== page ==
Curtius could, of course, have looked a little further. The freideutsche Jugend disapproved of the use of intoxicants. In Demian, intoxicants, specifically alcohol, though not praised, belong inseparably to a stage of the protagonist’s path to himself. The freideutsche Jugend placed great value on communal cultural practices such as singing and on the shared experience of the natural world, whereas Demian is strongly coloured by the extreme solitude of the protagonist and has almost nothing to say about the enjoyment of nature.
The ‘youth of Germany’, as Curtius pointed out, strongly welcomed the collapse of the old order of Hohenzollern Germany. His conclusion, that a new springtime took place for them in 1918/1919, needs to be seen in tandem with the conflicted nature of that new beginning. Many young people had believed in the Fatherland as a self-evident focus of communitarian aspiration. After the war, no consensus was available as to what constituted the national community and what belief in it might entail. To recall Hugo Ball, the new springtime was fratricidal.
The survivors of the pre-war youth movement who read Demian could find in the novel a positive interpretation of the collapse of the national community and the ensuing fratricide. They could also find a vindication of the trial by suffering they had anticipated in 1913, and had then undergone. The novel presents all collectives as false by nature and worthy of collapse. Out of the ruins, the individual can emerge. If the search for himself requires of the individual that he kill his brother, that act of murder is acceptable.
Towards the end of the novel, the national community re-appears as a trans-national entity which is about to emerge from the ruins of Europe. Though its distinctive features remain unclear, this new community is presented as the realisation of a new idea of mankind, whose fate lies in the hands of an elite circle of individuals who have successfully completed the journey to themselves. The community must be born anew out of destruction, with connotations of blood sacrifice.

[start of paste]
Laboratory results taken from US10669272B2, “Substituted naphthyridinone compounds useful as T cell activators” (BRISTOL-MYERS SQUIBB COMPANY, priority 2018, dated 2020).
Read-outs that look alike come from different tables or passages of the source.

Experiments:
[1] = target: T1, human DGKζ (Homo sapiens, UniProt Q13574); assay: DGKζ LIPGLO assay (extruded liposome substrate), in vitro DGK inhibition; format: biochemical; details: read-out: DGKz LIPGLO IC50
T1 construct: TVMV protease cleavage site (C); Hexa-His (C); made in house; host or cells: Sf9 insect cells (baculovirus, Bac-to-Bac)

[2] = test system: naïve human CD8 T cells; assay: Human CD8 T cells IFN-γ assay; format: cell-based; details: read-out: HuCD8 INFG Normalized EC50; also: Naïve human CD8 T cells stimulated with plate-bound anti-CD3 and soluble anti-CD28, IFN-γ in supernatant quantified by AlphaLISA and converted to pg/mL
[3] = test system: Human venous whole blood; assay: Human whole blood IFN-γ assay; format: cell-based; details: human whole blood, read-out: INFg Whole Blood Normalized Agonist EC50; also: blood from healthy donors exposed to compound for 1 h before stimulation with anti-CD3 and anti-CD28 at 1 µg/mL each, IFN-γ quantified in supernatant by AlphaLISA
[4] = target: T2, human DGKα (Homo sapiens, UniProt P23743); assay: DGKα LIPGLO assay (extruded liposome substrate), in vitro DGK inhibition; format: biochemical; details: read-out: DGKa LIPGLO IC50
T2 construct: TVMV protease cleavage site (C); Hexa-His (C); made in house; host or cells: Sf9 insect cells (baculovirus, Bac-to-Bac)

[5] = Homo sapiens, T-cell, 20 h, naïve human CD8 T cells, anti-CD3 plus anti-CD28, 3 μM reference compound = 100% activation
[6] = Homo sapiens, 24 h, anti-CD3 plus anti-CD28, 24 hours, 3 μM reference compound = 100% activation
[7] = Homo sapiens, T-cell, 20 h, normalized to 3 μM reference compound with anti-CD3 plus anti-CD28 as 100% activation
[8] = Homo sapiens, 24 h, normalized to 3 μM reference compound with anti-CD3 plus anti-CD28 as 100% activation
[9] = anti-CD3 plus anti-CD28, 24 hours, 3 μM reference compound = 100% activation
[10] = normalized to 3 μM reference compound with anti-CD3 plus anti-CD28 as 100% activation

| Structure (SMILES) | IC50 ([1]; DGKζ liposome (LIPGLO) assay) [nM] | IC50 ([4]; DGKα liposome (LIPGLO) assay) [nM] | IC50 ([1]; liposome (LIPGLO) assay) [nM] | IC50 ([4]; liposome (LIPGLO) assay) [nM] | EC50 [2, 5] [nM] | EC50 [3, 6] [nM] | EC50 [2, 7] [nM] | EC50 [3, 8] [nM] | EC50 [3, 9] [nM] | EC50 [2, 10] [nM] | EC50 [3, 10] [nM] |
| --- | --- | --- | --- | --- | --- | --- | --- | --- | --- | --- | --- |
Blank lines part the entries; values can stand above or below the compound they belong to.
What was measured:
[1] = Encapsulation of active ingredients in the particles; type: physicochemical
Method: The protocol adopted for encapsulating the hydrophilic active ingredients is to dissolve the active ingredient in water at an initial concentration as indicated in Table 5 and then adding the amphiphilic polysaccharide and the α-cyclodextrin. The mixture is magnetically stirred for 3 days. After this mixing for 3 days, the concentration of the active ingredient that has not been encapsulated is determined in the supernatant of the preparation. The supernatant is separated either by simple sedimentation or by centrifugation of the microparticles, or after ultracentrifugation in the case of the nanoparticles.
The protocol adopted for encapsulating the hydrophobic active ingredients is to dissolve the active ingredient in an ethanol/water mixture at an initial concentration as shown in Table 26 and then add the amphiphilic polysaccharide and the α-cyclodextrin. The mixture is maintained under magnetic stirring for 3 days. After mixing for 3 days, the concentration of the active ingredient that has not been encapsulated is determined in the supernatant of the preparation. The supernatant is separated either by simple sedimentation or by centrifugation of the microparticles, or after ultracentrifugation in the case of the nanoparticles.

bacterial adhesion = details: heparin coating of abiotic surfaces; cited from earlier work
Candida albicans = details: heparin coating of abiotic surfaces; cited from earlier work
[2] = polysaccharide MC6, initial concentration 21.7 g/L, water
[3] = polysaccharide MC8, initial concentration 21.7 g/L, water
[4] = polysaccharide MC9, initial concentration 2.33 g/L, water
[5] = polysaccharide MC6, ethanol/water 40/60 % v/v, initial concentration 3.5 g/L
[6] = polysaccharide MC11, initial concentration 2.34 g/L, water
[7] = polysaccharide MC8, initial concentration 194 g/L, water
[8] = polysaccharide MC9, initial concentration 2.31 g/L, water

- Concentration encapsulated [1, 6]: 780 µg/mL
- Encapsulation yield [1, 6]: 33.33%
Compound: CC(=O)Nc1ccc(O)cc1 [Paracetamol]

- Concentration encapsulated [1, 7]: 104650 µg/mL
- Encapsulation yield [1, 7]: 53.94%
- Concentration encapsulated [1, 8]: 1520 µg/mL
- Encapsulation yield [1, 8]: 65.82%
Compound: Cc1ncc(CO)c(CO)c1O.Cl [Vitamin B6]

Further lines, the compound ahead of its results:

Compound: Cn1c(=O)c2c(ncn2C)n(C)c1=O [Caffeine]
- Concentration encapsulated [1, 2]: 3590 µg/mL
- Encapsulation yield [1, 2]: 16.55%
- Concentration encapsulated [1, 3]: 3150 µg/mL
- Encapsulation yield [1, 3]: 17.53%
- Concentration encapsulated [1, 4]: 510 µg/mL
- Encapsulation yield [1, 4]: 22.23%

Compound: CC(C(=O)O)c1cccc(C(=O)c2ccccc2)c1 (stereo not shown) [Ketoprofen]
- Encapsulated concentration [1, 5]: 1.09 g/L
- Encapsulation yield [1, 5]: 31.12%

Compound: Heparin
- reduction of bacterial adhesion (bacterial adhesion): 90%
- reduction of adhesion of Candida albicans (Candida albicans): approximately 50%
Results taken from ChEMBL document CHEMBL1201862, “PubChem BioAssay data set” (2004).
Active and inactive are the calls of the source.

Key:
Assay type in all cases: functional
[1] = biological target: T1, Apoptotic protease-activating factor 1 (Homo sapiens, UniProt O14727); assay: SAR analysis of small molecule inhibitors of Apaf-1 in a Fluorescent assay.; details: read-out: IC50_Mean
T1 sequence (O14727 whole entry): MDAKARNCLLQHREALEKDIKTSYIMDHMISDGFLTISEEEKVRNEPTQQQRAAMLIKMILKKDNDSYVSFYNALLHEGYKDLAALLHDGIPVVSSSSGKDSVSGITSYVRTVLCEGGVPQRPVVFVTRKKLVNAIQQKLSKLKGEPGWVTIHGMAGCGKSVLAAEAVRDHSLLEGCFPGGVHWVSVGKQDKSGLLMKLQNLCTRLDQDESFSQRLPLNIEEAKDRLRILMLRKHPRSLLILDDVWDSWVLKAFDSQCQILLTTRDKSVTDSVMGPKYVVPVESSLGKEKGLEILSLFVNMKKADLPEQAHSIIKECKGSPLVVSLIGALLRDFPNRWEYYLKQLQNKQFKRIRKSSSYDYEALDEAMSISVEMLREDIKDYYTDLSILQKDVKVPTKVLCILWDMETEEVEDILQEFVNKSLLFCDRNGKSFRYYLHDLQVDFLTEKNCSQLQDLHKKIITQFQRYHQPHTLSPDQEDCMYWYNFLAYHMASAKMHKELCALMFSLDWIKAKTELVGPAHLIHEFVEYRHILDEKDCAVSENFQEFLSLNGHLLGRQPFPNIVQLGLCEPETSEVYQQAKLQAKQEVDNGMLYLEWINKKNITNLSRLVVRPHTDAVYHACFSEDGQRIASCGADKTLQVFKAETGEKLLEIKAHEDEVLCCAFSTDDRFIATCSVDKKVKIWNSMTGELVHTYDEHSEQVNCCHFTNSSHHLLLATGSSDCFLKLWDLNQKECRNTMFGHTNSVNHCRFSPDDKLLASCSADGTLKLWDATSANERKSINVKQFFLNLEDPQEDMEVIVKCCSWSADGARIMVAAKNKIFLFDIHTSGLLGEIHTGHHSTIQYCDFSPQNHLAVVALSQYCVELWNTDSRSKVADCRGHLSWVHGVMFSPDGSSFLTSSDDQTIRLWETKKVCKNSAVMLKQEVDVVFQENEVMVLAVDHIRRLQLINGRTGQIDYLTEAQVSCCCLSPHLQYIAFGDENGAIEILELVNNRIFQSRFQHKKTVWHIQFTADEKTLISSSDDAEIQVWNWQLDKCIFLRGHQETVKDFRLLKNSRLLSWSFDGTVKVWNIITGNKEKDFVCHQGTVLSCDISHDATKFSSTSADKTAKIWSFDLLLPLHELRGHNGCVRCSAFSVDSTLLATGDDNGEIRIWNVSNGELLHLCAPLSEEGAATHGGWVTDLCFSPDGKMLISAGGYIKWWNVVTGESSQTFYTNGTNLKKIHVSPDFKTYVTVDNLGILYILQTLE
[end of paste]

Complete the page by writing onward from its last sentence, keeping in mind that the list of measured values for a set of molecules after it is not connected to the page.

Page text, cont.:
The early reader of Demian, drawn in by the vivid, empathetic manner of Hesse’s storytelling, would have had every reason to accept the postulate of a secret elite of true individuals and to imagine himself as a potential member.
 “[J]edesmal legte ich [das Buch] mit einer ungemeinen Sätting und Befriedung hin […] mit einer Sicherheit die ohnegleichen ist, rührt [es] an das Wesentliche.”
“[Es] hebt an das Licht die urgeborene Amoralität; real sehe ich, fühle ich, erlebe ich die übermoralischen Seelenbewegungen […] es lehnt auf das Entschlossenste in Wort und Gebärde das Intellektuelle ab […]”.
Alfred Döblin, “Reform des Romans,” Der Neue Merkur, 3. Jg. (1919/1920): 189–202. Quoted in Siegfried Unseld, Hermann Hesse: Eine Werkgeschichte (Frankfurt am Main: Suhrkamp, 1971), 59.
 “Die Sprache ist durchsichtig hell, und doch so sehr in eine makabre, mohnhafte Sphäre getragen, daß sie alle wilde Süßigkeit […] sogar einer inzestuöse, eine kainitische Leidenschaft zu tragen weiß und doch ganz rein von menschlichen Gedanken und Stürmen zu leuchten vermag”.
“Demian ist ein Durchbruch des Dichters auf der ganzen Linie; ein Durchbruch zu sich selbst bis hinab in eine Urverflochtenheit.”
“Denn auch die Zeit ist in diese Sprache eingegangen […] eine brudermörderische, eine rebellische, eine gesetzeswidrige Zeit.”
Hugo Ball, Hermann Hesse, Sein Leben und Werk (Berlin: Fischer, 1927), 138, 145. Quoted in Unseld, Hermann Hesse, 61.
 “So viel wie die langweilige Limonade Hermann Hesse bin ich schon lange.”
Letter from Alfred Döblin to Harald Kohtz, 12 April, 1957. Quoted by Christoph Koenig, “’Vor dem Gerichtshof über Weltliteratur’: Zu Versuchen, deutschen Dichtern den Nobelpreis zu verschaffen,” Zeitschift für Literatur und Linguistik, 107 (1997): 44.
 Ernst Robert Curtius, “Hermann Hesse,” Merkur, Jahrgang 1, Heft 2 (1947): 170.
 “Die Freideutsche Jugend will nach eigener Bestimmung, vor eigener Verantwortung, in innerer Wahrhaftigkeit ihr Leben gestalten.” From the so-called ‘Meißner formula’, quoted in Ulrich Herrmann. “‘Zurück zur Natur’ und ‘Vorwärts zum Geist’,” Zeitschrift für Sozialpädagogik. Ausgabe 4, (2013): 366.